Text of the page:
Statistics reflect increased traffic deaths during the summer months. The heightened peril applies to all drivers, but especially those in their teens. For those drivers, crashes typically jump nearly 20 percent over the norm during June, July and August.
One factor driving the spike is that teens simply drive more during the summer. Besides that, according to the National Safety Council, the trips are more recreational than purposeful. For example, instead of driving to school and back, teens are heading to lakes, rivers, and venturing on unfamiliar roads. They are more likely to be distracted during such trips.
Another causal factor in the crash uptick is that teens are driving more with friends in the car through the summer. While various driving distractions are potentially deadly, such as talking or texting on cell phones, they usually last only for seconds at a time. Passengers are a distraction the entire time a teen is driving, and increase their chance of having a fatal crash by at least 44 percent, per National Safety Council research.
Whereas parents may recognize the risks of cell phone use, they often don’t understand the risks of passengers in their teens’ cars. A majority of states have laws regulating passengers riding in cars with new drivers. Some do not allow any passengers for six months or a year after getting a license. In Washington, no passengers under 20 years old are allowed, except family members, for the first six months. For the second six months, up to three teen passengers may ride. I find that both parents and law enforcement regularly fail to enforce those requirements.
Based on statistics, parents of kids licensed less than one year should think very carefully about the conditions or situations that they are allowed to carry any passengers.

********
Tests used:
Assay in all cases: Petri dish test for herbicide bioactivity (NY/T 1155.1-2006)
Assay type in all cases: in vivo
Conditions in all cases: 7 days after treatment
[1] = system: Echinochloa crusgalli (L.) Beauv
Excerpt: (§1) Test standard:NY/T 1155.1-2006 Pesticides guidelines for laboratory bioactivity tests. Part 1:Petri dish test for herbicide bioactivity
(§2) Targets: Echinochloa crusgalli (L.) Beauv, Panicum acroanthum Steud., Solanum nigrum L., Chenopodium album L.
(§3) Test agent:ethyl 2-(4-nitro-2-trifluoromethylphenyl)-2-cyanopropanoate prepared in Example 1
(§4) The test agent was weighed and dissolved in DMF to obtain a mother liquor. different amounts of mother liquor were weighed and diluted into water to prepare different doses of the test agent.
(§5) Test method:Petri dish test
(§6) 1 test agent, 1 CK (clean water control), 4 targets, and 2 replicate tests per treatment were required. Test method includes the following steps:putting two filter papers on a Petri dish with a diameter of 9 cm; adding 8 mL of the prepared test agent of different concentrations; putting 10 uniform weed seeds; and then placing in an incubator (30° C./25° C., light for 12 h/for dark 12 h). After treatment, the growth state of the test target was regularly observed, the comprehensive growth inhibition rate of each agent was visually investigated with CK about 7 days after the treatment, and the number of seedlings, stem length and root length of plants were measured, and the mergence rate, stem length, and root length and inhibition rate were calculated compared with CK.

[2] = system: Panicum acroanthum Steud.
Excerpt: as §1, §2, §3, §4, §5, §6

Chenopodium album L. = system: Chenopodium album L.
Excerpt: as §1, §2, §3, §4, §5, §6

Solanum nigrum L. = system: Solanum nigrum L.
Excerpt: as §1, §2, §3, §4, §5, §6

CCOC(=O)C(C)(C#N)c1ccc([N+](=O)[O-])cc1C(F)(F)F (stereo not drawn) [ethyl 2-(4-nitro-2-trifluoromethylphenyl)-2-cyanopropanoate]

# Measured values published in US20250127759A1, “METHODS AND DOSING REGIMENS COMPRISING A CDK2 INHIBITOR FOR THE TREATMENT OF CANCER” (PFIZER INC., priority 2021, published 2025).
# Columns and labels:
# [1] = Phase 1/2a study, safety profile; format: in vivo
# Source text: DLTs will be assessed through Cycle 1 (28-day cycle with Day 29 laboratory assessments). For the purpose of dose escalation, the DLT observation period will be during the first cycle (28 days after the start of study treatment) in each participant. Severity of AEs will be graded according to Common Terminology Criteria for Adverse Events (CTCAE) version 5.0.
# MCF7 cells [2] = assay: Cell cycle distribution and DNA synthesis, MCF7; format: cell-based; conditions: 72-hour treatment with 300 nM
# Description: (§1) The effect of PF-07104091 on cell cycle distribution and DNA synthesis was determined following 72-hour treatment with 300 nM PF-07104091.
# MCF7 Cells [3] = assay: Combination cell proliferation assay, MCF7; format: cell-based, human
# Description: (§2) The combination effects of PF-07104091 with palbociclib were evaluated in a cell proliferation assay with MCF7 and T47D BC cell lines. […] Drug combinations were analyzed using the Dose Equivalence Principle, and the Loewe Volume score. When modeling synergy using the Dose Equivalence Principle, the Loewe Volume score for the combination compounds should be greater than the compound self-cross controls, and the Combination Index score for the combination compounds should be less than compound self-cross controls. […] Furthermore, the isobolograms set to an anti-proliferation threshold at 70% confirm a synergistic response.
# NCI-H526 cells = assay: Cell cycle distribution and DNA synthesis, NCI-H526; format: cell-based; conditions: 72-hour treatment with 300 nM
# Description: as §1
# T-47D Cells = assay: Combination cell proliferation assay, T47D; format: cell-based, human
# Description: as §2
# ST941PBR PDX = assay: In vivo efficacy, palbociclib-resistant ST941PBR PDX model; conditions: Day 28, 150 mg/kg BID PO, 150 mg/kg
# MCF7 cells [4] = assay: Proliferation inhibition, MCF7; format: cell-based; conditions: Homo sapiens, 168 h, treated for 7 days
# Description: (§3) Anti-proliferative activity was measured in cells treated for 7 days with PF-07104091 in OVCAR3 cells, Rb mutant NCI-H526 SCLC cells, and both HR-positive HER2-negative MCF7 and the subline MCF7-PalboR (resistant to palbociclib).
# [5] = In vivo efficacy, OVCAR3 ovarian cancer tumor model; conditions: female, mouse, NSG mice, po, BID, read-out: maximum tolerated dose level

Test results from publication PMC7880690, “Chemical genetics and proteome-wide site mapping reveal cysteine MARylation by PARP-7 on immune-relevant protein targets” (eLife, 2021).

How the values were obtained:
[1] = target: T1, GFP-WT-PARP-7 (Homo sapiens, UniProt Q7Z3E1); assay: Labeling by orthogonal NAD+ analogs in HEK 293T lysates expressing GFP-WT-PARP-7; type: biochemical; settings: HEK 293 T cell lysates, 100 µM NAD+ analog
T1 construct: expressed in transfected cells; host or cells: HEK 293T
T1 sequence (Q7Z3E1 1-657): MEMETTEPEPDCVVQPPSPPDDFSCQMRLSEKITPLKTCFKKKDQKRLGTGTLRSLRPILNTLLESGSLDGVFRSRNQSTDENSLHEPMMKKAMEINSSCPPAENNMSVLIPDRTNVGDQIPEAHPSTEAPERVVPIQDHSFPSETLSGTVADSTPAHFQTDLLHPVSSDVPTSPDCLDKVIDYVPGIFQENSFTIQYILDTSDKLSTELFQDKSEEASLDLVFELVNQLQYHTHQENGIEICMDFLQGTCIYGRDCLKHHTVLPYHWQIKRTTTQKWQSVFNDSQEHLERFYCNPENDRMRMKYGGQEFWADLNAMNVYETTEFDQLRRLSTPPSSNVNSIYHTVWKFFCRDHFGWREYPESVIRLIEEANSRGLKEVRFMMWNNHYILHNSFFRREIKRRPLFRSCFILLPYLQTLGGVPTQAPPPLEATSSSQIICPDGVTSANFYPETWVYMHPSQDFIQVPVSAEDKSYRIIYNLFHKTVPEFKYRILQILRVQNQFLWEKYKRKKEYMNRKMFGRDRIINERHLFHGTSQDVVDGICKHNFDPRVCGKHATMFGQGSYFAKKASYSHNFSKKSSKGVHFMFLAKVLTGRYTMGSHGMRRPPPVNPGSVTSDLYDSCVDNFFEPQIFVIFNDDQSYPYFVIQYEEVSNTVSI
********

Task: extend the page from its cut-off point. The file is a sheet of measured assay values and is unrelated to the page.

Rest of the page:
Speeding and drinking are also part of elevated teen crashes in summer months. Parents and teens generally recognize those dangers and the importance of avoiding them while driving, but tragically, those factors remain in far too many traffic deaths.
A contributing crash factor for teens that is not always recognized is the increased danger they face while driving at night. Again, statistical evidence has prompted restrictions for new drivers in many states when it comes to night driving. In Washington state, teens are not legally allowed to drive between the hours of 1 a.m. and 5 a.m. unless accompanied by a parent, guardian or licensed driver at least 25 years old.
The impetus for this curfew is more about dark driving than a social curfew, so parents should monitor driving by their newly licensed teens that takes place during any hours of darkness.
The best thing for parents to do is give teens the best knowledge they have regarding driving and the inherent dangers of inexperience. Speeding, drinking, inattentiveness due to passengers or phone use, and night driving are important situations to avoid, but novice drivers are also prone to other mistakes like failing to yield or running stop signs.
Besides preaching, leading by example is an effective way to influence teen drivers. If they see their parents phone texting, they will likely do the same. Similarly, if they see parents speeding or driving while drinking, they will tend to follow.
Apple will soon release a no texting while driving feature in iOS 11 — let’s beat them to it with a voluntary ban.
Readers may contact Bill Love via e-mail at email@example.com.